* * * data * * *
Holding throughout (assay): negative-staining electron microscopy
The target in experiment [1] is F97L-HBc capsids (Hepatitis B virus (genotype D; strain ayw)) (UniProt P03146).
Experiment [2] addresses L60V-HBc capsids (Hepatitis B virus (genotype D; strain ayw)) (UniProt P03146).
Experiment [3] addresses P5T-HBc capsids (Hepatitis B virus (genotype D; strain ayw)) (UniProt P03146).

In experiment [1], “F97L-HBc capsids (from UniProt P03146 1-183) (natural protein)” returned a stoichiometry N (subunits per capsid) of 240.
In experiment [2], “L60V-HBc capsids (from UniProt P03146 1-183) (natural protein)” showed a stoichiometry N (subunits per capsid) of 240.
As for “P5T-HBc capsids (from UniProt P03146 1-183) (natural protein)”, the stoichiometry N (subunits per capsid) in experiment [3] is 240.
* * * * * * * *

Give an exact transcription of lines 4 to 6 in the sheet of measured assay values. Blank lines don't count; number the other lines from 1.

Experiment [3] addresses P5T-HBc capsids (Hepatitis B virus (genotype D; strain ayw)) (UniProt P03146).

In experiment [1], “F97L-HBc capsids (from UniProt P03146 1-183) (natural protein)” returned a stoichiometry N (subunits per capsid) of 240.
In experiment [2], “L60V-HBc capsids (from UniProt P03146 1-183) (natural protein)” showed a stoichiometry N (subunits per capsid) of 240.